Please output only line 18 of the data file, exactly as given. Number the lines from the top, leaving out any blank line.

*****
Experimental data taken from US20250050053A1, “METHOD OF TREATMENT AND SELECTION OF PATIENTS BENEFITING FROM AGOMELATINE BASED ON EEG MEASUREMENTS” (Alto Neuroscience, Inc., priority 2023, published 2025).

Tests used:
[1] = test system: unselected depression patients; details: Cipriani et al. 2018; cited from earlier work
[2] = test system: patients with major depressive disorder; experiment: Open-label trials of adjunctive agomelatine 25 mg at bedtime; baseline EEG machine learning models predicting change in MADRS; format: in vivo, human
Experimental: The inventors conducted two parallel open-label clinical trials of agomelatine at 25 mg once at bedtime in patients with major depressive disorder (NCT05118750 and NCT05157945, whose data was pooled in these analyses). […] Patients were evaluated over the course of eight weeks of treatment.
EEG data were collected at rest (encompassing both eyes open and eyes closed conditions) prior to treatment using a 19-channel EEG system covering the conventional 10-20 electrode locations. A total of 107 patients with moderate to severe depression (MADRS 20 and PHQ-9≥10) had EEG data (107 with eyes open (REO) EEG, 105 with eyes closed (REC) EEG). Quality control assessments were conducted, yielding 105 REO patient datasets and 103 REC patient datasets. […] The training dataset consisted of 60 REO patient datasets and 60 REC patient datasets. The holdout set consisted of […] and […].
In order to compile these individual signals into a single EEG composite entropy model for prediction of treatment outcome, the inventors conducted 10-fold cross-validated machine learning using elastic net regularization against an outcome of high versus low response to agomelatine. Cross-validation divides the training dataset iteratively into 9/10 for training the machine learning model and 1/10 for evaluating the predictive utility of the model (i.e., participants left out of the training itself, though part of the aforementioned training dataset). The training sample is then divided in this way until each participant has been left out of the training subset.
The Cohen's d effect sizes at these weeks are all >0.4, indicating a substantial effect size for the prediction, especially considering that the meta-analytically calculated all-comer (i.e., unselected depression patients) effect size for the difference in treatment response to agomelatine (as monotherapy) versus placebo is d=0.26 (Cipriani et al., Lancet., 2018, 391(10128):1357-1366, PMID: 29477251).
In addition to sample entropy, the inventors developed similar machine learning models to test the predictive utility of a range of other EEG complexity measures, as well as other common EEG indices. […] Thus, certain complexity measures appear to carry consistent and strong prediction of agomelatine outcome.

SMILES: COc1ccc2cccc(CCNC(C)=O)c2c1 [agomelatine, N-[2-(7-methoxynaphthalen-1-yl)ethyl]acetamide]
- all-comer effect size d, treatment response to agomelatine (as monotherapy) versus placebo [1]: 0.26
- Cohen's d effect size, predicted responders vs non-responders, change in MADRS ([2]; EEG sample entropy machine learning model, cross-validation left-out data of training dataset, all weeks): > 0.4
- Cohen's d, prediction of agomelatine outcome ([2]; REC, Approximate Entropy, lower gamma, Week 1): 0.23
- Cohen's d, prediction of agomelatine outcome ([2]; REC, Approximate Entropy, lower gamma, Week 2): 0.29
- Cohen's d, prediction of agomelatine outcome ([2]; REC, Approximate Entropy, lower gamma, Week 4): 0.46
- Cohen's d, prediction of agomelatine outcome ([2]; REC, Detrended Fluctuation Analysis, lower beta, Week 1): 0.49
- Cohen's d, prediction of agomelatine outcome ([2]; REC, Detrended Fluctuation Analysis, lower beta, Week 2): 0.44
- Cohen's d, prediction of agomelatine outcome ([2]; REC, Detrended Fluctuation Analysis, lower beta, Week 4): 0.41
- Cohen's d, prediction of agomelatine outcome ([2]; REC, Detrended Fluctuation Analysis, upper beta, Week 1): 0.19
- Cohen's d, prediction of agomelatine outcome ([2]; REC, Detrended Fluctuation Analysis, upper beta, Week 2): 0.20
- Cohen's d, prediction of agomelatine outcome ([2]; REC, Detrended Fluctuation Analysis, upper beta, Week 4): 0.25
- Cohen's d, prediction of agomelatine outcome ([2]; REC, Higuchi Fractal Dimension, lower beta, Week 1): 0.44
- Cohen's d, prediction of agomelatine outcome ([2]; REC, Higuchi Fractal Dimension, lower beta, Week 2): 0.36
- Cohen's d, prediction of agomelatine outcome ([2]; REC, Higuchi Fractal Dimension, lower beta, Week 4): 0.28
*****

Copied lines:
- Cohen's d, prediction of agomelatine outcome ([2]; REC, Detrended Fluctuation Analysis, lower beta, Week 4): 0.41